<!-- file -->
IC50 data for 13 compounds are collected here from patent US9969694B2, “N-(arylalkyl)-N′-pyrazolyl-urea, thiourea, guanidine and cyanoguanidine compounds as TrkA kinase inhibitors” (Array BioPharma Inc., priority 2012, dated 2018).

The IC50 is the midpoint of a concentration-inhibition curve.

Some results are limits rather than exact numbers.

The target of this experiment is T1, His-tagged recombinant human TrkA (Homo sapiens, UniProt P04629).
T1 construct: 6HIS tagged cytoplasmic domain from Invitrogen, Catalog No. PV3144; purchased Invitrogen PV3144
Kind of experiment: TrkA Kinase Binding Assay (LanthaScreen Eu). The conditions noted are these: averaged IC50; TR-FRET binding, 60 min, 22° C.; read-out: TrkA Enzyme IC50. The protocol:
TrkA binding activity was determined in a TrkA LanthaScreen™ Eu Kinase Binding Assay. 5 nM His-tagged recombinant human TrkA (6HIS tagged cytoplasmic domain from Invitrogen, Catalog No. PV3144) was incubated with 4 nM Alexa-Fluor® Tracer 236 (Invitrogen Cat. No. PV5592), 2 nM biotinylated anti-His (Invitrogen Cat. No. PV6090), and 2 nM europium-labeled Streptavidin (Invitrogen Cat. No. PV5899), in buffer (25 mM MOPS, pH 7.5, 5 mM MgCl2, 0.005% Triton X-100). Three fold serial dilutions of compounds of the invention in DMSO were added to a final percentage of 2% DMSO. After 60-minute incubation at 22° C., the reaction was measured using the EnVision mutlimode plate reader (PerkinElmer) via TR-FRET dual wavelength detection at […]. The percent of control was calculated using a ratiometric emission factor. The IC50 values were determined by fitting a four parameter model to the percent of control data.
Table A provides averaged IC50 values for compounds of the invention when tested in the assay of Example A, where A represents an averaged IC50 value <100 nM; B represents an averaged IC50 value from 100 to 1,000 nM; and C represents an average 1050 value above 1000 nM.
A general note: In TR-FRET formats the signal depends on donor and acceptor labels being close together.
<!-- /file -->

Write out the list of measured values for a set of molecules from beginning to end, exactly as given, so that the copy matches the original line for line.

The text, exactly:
IC50 data for 13 compounds are collected here from patent US9969694B2, “N-(arylalkyl)-N′-pyrazolyl-urea, thiourea, guanidine and cyanoguanidine compounds as TrkA kinase inhibitors” (Array BioPharma Inc., priority 2012, dated 2018).

The IC50 is the midpoint of a concentration-inhibition curve.

Some results are limits rather than exact numbers.

The target of this experiment is T1, His-tagged recombinant human TrkA (Homo sapiens, UniProt P04629).
T1 construct: 6HIS tagged cytoplasmic domain from Invitrogen, Catalog No. PV3144; purchased Invitrogen PV3144
Kind of experiment: TrkA Kinase Binding Assay (LanthaScreen Eu). The conditions noted are these: averaged IC50; TR-FRET binding, 60 min, 22° C.; read-out: TrkA Enzyme IC50. The protocol:
TrkA binding activity was determined in a TrkA LanthaScreen™ Eu Kinase Binding Assay. 5 nM His-tagged recombinant human TrkA (6HIS tagged cytoplasmic domain from Invitrogen, Catalog No. PV3144) was incubated with 4 nM Alexa-Fluor® Tracer 236 (Invitrogen Cat. No. PV5592), 2 nM biotinylated anti-His (Invitrogen Cat. No. PV6090), and 2 nM europium-labeled Streptavidin (Invitrogen Cat. No. PV5899), in buffer (25 mM MOPS, pH 7.5, 5 mM MgCl2, 0.005% Triton X-100). Three fold serial dilutions of compounds of the invention in DMSO were added to a final percentage of 2% DMSO. After 60-minute incubation at 22° C., the reaction was measured using the EnVision mutlimode plate reader (PerkinElmer) via TR-FRET dual wavelength detection at […]. The percent of control was calculated using a ratiometric emission factor. The IC50 values were determined by fitting a four parameter model to the percent of control data.
Table A provides averaged IC50 values for compounds of the invention when tested in the assay of Example A, where A represents an averaged IC50 value <100 nM; B represents an averaged IC50 value from 100 to 1,000 nM; and C represents an average 1050 value above 1000 nM.
A general note: In TR-FRET formats the signal depends on donor and acceptor labels being close together.